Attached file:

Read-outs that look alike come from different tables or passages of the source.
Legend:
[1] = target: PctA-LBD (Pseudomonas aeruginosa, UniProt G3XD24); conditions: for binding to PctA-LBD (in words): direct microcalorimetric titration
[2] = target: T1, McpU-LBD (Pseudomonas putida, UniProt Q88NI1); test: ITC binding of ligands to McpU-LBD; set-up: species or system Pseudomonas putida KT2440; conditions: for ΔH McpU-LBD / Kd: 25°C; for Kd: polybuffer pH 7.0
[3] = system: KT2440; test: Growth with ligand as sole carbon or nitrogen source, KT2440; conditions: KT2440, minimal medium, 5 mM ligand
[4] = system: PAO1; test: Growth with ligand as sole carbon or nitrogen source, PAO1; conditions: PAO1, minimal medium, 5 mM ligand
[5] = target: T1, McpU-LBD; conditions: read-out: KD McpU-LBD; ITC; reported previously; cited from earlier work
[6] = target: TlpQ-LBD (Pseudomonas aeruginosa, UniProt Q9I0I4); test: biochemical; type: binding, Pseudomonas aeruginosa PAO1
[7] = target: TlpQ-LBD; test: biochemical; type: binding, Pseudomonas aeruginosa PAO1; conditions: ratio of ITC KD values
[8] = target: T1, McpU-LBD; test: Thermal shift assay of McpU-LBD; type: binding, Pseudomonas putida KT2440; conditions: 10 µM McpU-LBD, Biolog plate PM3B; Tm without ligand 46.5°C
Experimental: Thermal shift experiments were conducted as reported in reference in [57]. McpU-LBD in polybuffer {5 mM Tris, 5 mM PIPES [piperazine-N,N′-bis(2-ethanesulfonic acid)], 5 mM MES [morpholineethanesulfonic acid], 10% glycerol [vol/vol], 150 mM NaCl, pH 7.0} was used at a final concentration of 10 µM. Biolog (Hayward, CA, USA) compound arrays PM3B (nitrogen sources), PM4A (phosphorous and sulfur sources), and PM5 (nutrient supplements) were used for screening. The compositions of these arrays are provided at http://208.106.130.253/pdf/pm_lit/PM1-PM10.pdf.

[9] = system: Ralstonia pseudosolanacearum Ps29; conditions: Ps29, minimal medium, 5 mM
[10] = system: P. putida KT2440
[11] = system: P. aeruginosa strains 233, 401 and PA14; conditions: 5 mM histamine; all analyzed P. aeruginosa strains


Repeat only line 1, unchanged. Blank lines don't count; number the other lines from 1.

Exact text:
Read-outs that look alike come from different tables or passages of the source.